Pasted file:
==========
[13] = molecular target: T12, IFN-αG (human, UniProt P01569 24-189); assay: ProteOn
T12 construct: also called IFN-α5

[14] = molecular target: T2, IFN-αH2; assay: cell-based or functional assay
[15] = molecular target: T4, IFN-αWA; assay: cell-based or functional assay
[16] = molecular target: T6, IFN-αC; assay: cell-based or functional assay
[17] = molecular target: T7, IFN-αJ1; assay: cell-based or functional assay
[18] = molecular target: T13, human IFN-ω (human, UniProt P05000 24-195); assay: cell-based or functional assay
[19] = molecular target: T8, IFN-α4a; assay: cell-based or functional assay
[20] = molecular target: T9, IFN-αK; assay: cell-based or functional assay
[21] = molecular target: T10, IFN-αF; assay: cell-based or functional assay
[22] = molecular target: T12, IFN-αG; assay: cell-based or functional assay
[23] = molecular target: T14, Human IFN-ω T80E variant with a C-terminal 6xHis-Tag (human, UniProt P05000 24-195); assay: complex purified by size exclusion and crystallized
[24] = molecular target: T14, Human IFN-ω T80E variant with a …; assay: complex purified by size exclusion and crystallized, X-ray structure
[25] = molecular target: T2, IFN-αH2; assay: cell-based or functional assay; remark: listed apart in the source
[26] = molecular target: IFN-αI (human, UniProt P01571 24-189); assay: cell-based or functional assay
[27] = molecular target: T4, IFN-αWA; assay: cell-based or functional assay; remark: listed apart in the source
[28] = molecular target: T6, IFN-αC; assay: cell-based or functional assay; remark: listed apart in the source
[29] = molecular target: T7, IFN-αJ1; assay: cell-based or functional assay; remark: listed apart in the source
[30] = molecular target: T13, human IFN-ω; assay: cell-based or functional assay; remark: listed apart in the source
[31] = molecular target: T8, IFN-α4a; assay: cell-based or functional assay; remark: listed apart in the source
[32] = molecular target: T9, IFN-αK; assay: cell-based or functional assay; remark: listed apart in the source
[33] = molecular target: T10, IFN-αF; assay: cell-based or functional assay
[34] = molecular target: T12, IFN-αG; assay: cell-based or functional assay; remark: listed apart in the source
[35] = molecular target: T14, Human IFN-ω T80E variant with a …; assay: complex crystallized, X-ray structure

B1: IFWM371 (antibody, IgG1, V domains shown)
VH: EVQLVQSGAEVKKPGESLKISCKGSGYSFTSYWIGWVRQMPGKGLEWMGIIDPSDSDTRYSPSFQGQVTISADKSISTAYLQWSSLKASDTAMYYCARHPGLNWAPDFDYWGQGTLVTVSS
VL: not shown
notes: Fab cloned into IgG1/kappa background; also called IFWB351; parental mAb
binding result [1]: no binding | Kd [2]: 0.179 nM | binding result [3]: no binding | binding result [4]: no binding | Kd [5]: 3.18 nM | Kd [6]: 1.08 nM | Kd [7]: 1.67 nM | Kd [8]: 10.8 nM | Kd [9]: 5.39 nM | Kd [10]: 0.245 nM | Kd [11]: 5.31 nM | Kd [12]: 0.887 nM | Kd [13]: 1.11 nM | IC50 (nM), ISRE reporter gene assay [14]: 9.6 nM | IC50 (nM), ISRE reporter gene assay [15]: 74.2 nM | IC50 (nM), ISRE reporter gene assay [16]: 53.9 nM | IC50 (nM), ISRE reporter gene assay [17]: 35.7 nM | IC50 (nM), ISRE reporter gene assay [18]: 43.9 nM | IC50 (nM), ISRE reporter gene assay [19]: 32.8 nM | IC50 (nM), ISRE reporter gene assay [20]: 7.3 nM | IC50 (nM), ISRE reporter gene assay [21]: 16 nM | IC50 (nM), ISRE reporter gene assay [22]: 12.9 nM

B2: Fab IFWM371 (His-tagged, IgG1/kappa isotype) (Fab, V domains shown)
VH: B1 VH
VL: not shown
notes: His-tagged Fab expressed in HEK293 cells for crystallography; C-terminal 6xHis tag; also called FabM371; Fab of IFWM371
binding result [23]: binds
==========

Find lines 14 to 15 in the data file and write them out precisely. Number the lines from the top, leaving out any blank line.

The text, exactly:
[25] = molecular target: T2, IFN-αH2; assay: cell-based or functional assay; remark: listed apart in the source
[26] = molecular target: IFN-αI (human, UniProt P01571 24-189); assay: cell-based or functional assay